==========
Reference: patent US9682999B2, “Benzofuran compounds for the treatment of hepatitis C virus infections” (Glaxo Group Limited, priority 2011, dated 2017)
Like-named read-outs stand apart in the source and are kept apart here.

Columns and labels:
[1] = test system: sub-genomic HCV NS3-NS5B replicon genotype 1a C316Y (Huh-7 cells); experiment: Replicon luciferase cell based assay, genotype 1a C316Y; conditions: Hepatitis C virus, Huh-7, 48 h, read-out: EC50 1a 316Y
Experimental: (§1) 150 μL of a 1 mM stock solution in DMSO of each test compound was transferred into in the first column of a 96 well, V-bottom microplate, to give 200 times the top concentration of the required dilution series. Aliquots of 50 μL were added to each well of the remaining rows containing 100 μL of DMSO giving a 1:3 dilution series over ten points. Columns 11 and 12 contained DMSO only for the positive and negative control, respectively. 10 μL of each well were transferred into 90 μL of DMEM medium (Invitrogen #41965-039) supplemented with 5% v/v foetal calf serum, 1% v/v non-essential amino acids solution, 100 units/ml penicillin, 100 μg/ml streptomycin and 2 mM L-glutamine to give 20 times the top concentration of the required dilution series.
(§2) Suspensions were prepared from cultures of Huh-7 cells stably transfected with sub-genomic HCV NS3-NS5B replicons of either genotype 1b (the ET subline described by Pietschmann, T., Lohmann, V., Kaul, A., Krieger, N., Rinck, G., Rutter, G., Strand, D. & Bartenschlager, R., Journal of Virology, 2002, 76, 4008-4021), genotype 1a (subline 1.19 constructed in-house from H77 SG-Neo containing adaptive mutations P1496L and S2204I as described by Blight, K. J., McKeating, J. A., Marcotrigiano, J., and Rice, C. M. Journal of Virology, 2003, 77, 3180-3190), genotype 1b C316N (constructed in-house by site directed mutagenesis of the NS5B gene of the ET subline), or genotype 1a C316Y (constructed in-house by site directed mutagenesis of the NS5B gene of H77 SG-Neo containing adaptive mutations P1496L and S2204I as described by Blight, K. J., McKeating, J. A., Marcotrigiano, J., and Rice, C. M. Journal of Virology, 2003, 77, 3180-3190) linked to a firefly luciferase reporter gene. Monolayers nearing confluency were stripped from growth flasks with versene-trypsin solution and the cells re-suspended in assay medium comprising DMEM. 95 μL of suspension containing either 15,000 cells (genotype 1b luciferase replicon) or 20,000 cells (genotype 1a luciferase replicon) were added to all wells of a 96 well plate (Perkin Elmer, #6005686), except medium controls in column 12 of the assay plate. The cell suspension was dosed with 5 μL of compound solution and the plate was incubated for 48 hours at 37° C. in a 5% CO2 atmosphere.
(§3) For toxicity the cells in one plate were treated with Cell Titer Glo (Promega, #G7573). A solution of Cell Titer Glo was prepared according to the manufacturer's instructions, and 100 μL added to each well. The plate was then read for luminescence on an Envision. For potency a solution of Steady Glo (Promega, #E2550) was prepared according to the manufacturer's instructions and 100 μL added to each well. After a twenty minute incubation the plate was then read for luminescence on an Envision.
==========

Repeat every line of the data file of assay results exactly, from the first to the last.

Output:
Reference: patent US9682999B2, “Benzofuran compounds for the treatment of hepatitis C virus infections” (Glaxo Group Limited, priority 2011, dated 2017)
Like-named read-outs stand apart in the source and are kept apart here.

Columns and labels:
[1] = test system: sub-genomic HCV NS3-NS5B replicon genotype 1a C316Y (Huh-7 cells); experiment: Replicon luciferase cell based assay, genotype 1a C316Y; conditions: Hepatitis C virus, Huh-7, 48 h, read-out: EC50 1a 316Y
Experimental: (§1) 150 μL of a 1 mM stock solution in DMSO of each test compound was transferred into in the first column of a 96 well, V-bottom microplate, to give 200 times the top concentration of the required dilution series. Aliquots of 50 μL were added to each well of the remaining rows containing 100 μL of DMSO giving a 1:3 dilution series over ten points. Columns 11 and 12 contained DMSO only for the positive and negative control, respectively. 10 μL of each well were transferred into 90 μL of DMEM medium (Invitrogen #41965-039) supplemented with 5% v/v foetal calf serum, 1% v/v non-essential amino acids solution, 100 units/ml penicillin, 100 μg/ml streptomycin and 2 mM L-glutamine to give 20 times the top concentration of the required dilution series.
(§2) Suspensions were prepared from cultures of Huh-7 cells stably transfected with sub-genomic HCV NS3-NS5B replicons of either genotype 1b (the ET subline described by Pietschmann, T., Lohmann, V., Kaul, A., Krieger, N., Rinck, G., Rutter, G., Strand, D. & Bartenschlager, R., Journal of Virology, 2002, 76, 4008-4021), genotype 1a (subline 1.19 constructed in-house from H77 SG-Neo containing adaptive mutations P1496L and S2204I as described by Blight, K. J., McKeating, J. A., Marcotrigiano, J., and Rice, C. M. Journal of Virology, 2003, 77, 3180-3190), genotype 1b C316N (constructed in-house by site directed mutagenesis of the NS5B gene of the ET subline), or genotype 1a C316Y (constructed in-house by site directed mutagenesis of the NS5B gene of H77 SG-Neo containing adaptive mutations P1496L and S2204I as described by Blight, K. J., McKeating, J. A., Marcotrigiano, J., and Rice, C. M. Journal of Virology, 2003, 77, 3180-3190) linked to a firefly luciferase reporter gene. Monolayers nearing confluency were stripped from growth flasks with versene-trypsin solution and the cells re-suspended in assay medium comprising DMEM. 95 μL of suspension containing either 15,000 cells (genotype 1b luciferase replicon) or 20,000 cells (genotype 1a luciferase replicon) were added to all wells of a 96 well plate (Perkin Elmer, #6005686), except medium controls in column 12 of the assay plate. The cell suspension was dosed with 5 μL of compound solution and the plate was incubated for 48 hours at 37° C. in a 5% CO2 atmosphere.
(§3) For toxicity the cells in one plate were treated with Cell Titer Glo (Promega, #G7573). A solution of Cell Titer Glo was prepared according to the manufacturer's instructions, and 100 μL added to each well. The plate was then read for luminescence on an Envision. For potency a solution of Steady Glo (Promega, #E2550) was prepared according to the manufacturer's instructions and 100 μL added to each well. After a twenty minute incubation the plate was then read for luminescence on an Envision.